The realization hit Damon so hard he totally lost track of the story his mother was reading him.

“He’s a sorcerer, huh?” Damon asked, sitting upright in the bed.

“A what? Oh no, nothing at all like–.”

“You just said it. He levitated on water.”

“He walked on water.” His mother’s tone shifted downward, patience thinning.

Damon knew better than to get into an argument during Bible time. He nodded and assured her that he understood and topped it off with a good hug. The storm cloud cleared from his mother’s eyes and she went on to read the rest of the verse, which contained even more magic, which he heroically resisted pointing out.

They said a short prayer and his mother finished tucking him in. The lights went out, the door shut, but Damon’s eyes remained wide open, locked on the ceiling. This was huge. Why hadn’t he been able to connect the dots before? Magic was actually real. Hoo boy, if he could learn to levitate he’d be the most popular kid at school.

That night Damon Jones decided that he would become a wizard, just like Jesus.

The next morning Damon grabbed his mother’s wide mouthed planter bucket from the garage and hauled it into the back yard. The pipes rattled when he turned on the hose. No movement at his parents’ window, the coast was still clear.

Now for the hard part. Damon rolled his pant legs up and placed one foot on top of the water, just enough to get his sole wet. He put on his best concentration face and leaned in. His foot sunk, splashing water all over his jeans and making it look like he’d peed himself.

What would Jesus do?

He’d try again, that’s what he’d do.

Damon stepped out of the bucket, topped it up, and this time he put a very small bit of his weight on the foot. He sunk again, but only a little, maybe an eighth of an inch before he started to feel some resistance.

“Damon, what the heck are you doing down there?” His mother was staring down from her bedroom window.

Damon’s concentration broke and his foot sank down in the tub, splashing water everywhere. His mother shook her head and turned, saying something to his dad.

“You better clean that mess out of the driveway before breakfast,” she said, then shut the window.

Fine by him, that meant he had at least another hour of practice. He went to it.

Water levitation turned out to be pretty easy once he got the hang of it. He learned other tricks too, like the time his parents took him to Sorrento’s and he kept breaking up the breadsticks but they never ran out. When his parents didn’t notice he considered calling attention to his new skills but remembered his mother’s reaction to the sorcerer comment and decided to keep his mouth shut.

In fact, he hadn’t told anybody yet. He wanted to at first but water levitation and bread multiplication, neat as they were, didn’t have much pizazz. He needed a good trick, something with a bang. Something that would put Jesus to shame.

Finally, one Sunday when summer was almost at an end the Jones family pulled into the church parking lot. Damon strained against his seatbelt in anticipation. It was finally time. He had been working on his magic all summer. Man, his parents were gonna be blown away.

The pastor was greeting parishioners one by one at the church door. “Mr. and Mrs. Jones, oh and Damon.” He leaned down. “How are you this fine Sunday?”

“Pastor? Can I show you something?”

“Damon, the pastor is busy. Whatever it is can wait until after the service,” his mother said, putting her hand on his shoulder.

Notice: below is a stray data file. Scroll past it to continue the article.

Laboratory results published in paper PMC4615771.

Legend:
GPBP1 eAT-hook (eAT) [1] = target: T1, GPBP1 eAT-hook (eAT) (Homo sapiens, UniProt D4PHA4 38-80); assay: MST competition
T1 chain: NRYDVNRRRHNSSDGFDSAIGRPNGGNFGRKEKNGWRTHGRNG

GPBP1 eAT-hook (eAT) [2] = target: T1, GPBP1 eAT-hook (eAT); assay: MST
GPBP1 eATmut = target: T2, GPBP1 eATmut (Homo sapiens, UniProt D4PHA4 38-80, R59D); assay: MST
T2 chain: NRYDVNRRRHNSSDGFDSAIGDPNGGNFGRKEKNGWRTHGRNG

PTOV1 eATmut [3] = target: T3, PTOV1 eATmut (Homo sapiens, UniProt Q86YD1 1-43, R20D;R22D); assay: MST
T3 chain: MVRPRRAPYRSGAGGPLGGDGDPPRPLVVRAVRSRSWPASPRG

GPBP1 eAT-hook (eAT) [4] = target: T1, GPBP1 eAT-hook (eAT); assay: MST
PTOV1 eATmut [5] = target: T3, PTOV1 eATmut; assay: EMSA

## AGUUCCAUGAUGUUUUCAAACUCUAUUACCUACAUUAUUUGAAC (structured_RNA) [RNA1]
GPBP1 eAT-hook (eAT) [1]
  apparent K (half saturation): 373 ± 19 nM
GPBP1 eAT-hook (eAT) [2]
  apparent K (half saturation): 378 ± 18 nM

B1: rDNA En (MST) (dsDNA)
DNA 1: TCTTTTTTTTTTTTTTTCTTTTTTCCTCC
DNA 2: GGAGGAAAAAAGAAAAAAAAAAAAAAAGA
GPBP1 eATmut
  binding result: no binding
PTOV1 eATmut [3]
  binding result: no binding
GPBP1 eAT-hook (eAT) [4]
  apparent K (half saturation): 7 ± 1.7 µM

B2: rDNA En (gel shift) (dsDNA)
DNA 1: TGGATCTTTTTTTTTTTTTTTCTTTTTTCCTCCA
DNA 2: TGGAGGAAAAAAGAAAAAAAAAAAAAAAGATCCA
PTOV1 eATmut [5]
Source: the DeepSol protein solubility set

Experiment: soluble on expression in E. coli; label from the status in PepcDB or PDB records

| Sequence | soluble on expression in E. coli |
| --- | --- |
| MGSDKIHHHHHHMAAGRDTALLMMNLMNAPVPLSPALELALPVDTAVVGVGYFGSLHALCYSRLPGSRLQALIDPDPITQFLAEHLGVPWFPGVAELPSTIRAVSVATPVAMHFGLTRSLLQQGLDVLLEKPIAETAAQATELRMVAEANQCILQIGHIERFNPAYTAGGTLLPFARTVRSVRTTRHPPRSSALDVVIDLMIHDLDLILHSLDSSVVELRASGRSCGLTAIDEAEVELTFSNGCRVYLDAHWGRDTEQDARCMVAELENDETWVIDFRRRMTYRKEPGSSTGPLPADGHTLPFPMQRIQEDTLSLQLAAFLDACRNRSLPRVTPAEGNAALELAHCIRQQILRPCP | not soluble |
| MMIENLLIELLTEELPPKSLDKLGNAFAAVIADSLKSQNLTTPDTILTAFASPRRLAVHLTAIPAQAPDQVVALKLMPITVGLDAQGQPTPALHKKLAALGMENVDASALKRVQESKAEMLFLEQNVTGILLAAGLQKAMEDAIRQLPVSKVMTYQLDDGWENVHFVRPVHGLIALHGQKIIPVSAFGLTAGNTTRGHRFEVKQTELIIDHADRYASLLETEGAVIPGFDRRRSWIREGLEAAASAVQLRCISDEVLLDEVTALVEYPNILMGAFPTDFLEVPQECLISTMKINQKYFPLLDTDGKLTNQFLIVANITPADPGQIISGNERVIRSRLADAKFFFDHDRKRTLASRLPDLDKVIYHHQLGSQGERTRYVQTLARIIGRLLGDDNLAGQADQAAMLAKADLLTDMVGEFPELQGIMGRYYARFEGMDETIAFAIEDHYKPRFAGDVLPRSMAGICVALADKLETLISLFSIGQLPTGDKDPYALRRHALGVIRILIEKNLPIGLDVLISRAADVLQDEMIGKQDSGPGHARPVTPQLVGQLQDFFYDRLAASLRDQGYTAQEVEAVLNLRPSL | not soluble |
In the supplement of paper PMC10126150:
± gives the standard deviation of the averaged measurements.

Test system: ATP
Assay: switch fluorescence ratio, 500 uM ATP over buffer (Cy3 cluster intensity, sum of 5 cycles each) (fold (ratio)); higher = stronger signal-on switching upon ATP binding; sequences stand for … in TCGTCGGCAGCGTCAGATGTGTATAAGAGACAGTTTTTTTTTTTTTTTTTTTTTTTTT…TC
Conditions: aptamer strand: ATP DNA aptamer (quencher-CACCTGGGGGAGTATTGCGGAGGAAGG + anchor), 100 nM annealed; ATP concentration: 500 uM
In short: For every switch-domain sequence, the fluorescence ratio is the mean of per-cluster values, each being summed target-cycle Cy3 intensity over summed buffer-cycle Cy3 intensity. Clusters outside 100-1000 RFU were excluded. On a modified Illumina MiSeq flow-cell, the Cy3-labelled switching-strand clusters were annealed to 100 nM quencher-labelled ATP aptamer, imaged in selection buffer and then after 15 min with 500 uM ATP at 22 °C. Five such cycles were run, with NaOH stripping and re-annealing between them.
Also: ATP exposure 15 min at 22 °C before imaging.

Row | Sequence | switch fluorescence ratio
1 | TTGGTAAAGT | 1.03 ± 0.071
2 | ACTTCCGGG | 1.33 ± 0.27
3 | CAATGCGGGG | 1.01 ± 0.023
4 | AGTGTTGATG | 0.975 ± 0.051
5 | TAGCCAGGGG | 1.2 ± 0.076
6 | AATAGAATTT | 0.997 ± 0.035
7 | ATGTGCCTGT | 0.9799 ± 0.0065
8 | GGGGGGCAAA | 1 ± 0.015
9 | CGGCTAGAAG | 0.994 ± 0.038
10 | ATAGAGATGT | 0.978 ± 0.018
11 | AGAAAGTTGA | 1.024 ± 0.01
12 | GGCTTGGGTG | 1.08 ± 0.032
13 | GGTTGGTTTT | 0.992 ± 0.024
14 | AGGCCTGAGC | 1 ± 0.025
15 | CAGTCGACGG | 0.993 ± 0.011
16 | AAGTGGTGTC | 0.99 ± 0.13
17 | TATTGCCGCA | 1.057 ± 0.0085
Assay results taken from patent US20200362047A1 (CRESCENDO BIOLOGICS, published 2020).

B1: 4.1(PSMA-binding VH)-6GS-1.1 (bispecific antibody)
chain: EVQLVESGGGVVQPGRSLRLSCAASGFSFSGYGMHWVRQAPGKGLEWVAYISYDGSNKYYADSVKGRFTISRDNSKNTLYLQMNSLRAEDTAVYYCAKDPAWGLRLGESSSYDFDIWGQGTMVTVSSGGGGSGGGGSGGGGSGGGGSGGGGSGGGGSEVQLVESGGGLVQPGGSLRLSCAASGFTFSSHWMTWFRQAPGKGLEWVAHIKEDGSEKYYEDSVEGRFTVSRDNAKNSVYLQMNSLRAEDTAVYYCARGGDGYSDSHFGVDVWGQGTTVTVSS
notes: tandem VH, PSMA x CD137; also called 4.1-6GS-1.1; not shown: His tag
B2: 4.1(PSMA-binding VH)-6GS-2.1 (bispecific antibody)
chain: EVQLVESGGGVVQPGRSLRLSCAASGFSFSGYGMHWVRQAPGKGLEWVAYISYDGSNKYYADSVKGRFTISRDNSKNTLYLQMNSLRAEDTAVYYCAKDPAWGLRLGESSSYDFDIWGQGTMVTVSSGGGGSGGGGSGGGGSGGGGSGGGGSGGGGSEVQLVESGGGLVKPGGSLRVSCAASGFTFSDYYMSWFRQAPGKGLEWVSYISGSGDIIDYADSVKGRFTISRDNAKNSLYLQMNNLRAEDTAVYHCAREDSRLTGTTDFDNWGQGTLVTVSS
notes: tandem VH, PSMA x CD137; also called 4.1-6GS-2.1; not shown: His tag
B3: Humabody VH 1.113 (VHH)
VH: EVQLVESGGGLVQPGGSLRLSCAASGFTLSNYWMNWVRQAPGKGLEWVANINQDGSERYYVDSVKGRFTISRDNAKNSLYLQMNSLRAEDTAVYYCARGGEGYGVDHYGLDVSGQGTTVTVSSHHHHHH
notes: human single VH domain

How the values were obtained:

“It’s okay, Mrs. Jones. What is it you’d like to show me Damon?”

Damon took a deep breath.

“Step back, everybody.”

The adults smiled at each other and made a show of spreading out so that he had room to move.

Damon closed his eyes and concentrated. The air filled with the hum of electricity. Adult whispers hissed all around him. Damon scrunched his face up as hard as he could, mustering all his will—until his feet left the ground.

The whispers turned to shouts and gasps.

Damon wasn’t done. He spread his hands, pulling electricity from the air all around him, sending it back and forth in wide arcs around his floating body. The crowd below had gone silent, staring up at him in awe. Then, gently, he let go of the electricity and floated back down to the ground.

“Pretty cool, huh?”

The pastor ran up to him with wide, terrified eyes.

“You must go! It’s not at all safe for you here. Mrs. Jones, how could you let him–?”

“We didn’t know.” His mother’s voice trembled in a way that made Damon’s heart sink. Why was everybody so upset?

“Oh, no,” the pastor said, barely moving his lips. His eyes were locked on the church steeple. “It’s too late.”

The air crackled with electricity again, but this time Damon had nothing to do with it. A flash of light erupted at the peak of the church spire and when it cleared a robed man floated in the air, arms down, palms outward. He drifted toward where Damon stood, touching down on the pavement a few yards away.

“Who challenges Jesus?” The man’s voice boomed, “Ready yourself.”

Damon wriggled his fingers, causing sparks to dance across his knuckles. He spent the whole darned summer learning this stuff, he wasn’t gonna be bullied now.

“Ready as I’ll ever be, Jesus.”

The little church was left in splintered ruin. The parking lot’s remaining cars were now a frozen tidal wave of melted and cooled scrap, trickling toxic electric-fire fumes into the air.

The duel had lasted five days.

At its end, man and boy stood facing one another in quiet stalemate, clothes long since burnt away, the ground scorched black all around them.

Jesus extended a scarred palm to Damon, who took it grudgingly.

“A draw then?”

“Sure, Jesus. We can call it a draw.”

That year Damon was the most popular kid in school. Jesus’s reputation, however, never fully recovered.